Pound to euro: Sterling sent ‘from pillar to post’ in Brexit chaos – new movement today

The pound is being “pushed from pillar to post” as Brexit chaos continues. Finance experts claim the ever-increasing uncertainty of the UK’s separation from the European Union – scheduled at present for April 12 – is to blame. The pound is currently trading at €1.164 against the euro, according to Bloomberg. It comes after MPs in the House of Commons again rejected all four indicative votes on Brexit, put forward for judgement by House of Commons speaker John Bercow on Monday.

Speaking of the impact of the political landscape on the economy, Laura Parsons, currency analyst at TorFX, said: “The GBP/EUR exchange rate continues being pushed from pillar to post as Brexit drama reigns.

“Another round of indicative votes came to nothing last night, with none of the four options securing a majority.

“GBP/EUR dropped back from €1.171 to €1.165 in response to the news.

“Any rumours emerging from today’s crisis cabinet meeting could trigger further Sterling movements.”

On Monday, MPS voted against the notion of a customs union.

They also turned down a confirmatory second referendum, parliamentary supremacy and the common market.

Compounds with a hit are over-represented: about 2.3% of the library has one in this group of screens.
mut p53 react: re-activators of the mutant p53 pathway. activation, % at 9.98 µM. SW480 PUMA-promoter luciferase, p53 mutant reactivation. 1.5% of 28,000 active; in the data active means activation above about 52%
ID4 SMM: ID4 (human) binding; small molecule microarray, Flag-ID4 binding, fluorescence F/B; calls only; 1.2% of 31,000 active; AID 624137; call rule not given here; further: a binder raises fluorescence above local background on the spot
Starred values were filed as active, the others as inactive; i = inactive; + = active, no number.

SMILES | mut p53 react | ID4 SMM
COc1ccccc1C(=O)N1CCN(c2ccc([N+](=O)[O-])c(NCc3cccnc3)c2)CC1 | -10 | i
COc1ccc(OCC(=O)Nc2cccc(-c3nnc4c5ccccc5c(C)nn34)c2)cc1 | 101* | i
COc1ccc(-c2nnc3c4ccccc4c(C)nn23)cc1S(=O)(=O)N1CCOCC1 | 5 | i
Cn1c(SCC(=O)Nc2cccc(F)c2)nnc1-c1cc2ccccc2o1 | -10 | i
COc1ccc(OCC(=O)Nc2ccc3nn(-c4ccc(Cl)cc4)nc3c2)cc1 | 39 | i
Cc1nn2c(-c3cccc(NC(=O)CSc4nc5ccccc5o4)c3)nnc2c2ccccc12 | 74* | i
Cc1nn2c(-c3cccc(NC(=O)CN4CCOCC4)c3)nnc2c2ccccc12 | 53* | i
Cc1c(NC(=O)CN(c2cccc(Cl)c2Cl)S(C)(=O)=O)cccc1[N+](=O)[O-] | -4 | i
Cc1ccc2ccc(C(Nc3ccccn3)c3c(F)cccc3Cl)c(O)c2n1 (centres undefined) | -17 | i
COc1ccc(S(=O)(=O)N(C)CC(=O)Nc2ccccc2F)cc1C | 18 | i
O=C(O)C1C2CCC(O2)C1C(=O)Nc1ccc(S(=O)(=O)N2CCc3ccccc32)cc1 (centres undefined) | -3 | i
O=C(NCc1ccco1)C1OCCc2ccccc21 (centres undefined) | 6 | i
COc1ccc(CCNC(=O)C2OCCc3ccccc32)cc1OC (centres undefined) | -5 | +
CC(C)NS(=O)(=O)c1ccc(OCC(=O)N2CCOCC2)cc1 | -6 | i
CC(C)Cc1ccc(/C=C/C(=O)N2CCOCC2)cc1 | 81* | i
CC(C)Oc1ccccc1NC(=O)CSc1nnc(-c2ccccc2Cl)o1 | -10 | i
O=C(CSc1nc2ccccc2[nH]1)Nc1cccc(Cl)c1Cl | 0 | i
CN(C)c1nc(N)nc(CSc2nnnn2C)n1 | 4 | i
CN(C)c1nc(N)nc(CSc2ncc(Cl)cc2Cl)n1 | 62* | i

The option of parliamentary supremacy stated if a Brexit deal has not been agreed, and MPs have rejected leaving without a deal, Article 50 must now be revoked.

Yet with that rejected, the prospect of a no deal Brexit is still possible.

This would mean the UK leaves the EU on April 12 with no clear plan of how to proceed.

The looming threat of a no deal Brexit has previously sent the pound to euro exchange rate in turmoil.

While the prospect of a thumbs up to Prime Minister Theresa May’s Withdrawal Agreement has seen figures boosted during the past few months, a no deal has had the exact opposite.

Meanwhile, last week, the government confirmed Britons need a three month period on their passport after the date of travel in order for it to be valid.

The advice came after mass panic from Britons over the validity of their passports.

The UK Passport office’s official site recently crashed, as worried travellers sought to make sure theirs was fit for travel amid no deal fears.

Consumer watchdog Which? then warned that those with less than 15 months left on their passports could be at risk if they plan to travel after March 29 in a No Deal Brexit scenario.


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